CAMPAIGNS: Consumer PR - QBO breathes life into Y2K philately

Client: Royal Mail National (Stamps Marketing Division)

Client: Royal Mail National (Stamps Marketing Division)



PR Team: QBO



Campaign: Millennium stamps launch



Timescale: November 1998 ongoing



Budget: Undisclosed



Before millennium-hype took hold, the Royal Mail commissioned research

into how people wanted to commemorate the occasion. One-in-four

respondents said they would consider buying stamps as a keepsake.



In response, Royal Mail produced a millennium collection of 25 sets of

commemorative stamps. Each set celebrates major UK achievements over the

past 1,000 years in different sectors, including inventors and

entertainers.



The stamps were created by well-known British artists such as David

Hockney.



A new set of stamps will be issued every month throughout 1999, 2000 and

2001.



Objectives



To generate awareness of each set of stamps and the collection as a

whole, and make them an essential way of marking and remembering

2000.



Strategy and Plan



The Quentin Bell Organisation (QBO) and Royal Mail launched the concept

of the millennium collection in November 1998. Actress Joanna Lumley, a

keen art collector, led the celebrity photocall, accompanied by 36

artists of 1999’s stamps.



The event took place on the Meridian Line at Greenwich Observatory,

which was featured on the first of the January stamps.



QBO set up a Talk Radio promotion on the Scott Chisholm Show, which ran

from November through to February. Each of Chisholm’s 12 one-hour

programmes focused on one of the stamp sets and relevant experts were

brought in to talk about the subject area.



For example, clockwork radio inventor Trevor Baylis discussed the

challenges he faced in bringing his invention to the market for the

’inventors collection’.



A competition to win the set was incorporated into the show and response

data was fed through to Royal Mail for fulfilment of requests for

information.



For added media interest, research was commissioned to ask the public

who were considered the most influential figures of the past 1,000

years, and what people were planning to do on New Year’s Eve. The study

was used to generate extra stories.



In January, Tomorrow’s World presenter Phillipa Forrester fronted the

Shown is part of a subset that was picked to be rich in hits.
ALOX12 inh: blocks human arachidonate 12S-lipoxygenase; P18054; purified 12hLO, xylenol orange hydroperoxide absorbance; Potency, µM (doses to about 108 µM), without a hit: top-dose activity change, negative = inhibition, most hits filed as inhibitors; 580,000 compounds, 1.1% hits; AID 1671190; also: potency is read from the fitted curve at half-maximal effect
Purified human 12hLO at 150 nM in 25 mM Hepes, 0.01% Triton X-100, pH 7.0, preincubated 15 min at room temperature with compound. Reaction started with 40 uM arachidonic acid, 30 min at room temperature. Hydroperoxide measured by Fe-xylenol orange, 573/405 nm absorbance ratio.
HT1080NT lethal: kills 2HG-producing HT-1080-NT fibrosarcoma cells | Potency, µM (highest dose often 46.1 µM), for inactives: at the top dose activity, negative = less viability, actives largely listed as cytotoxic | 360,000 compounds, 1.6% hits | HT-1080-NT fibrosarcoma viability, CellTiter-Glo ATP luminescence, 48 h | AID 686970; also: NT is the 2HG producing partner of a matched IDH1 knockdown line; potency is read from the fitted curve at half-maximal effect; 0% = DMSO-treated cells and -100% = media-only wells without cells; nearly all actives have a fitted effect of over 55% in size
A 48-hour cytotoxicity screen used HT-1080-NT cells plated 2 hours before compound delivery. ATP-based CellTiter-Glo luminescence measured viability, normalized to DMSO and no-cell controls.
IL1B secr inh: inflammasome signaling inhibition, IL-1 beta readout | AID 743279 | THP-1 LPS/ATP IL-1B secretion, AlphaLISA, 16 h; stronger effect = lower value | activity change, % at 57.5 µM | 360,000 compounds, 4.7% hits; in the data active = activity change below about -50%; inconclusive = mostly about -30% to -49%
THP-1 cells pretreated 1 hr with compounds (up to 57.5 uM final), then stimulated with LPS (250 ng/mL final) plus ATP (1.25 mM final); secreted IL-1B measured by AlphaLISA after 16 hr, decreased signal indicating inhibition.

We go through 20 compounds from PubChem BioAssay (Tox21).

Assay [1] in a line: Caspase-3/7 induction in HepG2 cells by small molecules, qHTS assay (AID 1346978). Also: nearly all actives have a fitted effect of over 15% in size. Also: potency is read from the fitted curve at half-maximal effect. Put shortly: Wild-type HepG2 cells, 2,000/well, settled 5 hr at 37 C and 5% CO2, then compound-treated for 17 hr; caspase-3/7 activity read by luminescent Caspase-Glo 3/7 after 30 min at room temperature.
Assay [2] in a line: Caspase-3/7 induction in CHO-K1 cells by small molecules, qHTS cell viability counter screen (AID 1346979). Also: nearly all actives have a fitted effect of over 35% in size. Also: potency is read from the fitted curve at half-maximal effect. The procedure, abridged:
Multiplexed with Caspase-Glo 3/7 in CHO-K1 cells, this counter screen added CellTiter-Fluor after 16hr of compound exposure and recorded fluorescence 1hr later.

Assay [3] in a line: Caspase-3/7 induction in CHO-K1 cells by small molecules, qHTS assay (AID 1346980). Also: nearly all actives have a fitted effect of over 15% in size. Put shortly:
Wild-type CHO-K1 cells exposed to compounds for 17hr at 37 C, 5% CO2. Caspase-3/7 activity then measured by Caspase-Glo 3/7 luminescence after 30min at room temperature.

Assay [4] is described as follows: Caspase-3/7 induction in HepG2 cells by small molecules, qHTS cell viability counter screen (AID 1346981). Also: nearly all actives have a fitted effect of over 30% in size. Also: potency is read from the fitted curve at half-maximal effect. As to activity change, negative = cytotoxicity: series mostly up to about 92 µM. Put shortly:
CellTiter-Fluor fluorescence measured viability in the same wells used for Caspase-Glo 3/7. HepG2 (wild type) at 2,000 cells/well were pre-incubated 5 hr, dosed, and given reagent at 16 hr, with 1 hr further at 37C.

launch of the inventors set. Research on travel in the 21st century was

used to launch the traveller’s collection in February. Since then, QBO

and Royal Mail have launched stamp sets covering patients, settlers,

workers and entertainers.



Measurement and evaluation



BBC Radio Five Live, Classic FM and a host of regional radio stations

covered the story. Talk Radio’s competition generated 2,000

responses.



Mantra evaluated coverage from the initial launch, using a system based

on position of editorial, key messages and cost of advertising. It

showed a good return on PR spend.



The Times, Mirror, Express, Evening Standard, Saturday Times magazine

and Daily Mail are among the newspapers in QBO’s cuttings book.



Research agency RSL Capibus recorded an awareness level of 18 per cent

before the radio campaign and 56 per cent after. As QBO’s campaign is

just one part of an integrated advertising, sales promotion and direct

marketing effort it is, as ever, difficult to evaluate the impact of the

PR alone.



Verdict



The two-pronged approach of publicising the collection as a whole while

tackling each set in a new way has kept the subject alive for

consumers.



By focusing on newsworthy stamp sets and running promotional campaigns

rather than just sending out updated press releases each month, QBO also

avoided overkill with journalists in the first months of the

campaign.



It remains to be seen whether the stamps will sustain media and public

interest through the rest of this year and the next two, or will be lost

in the clamour of millennium fever, and possible millennium fatigue.



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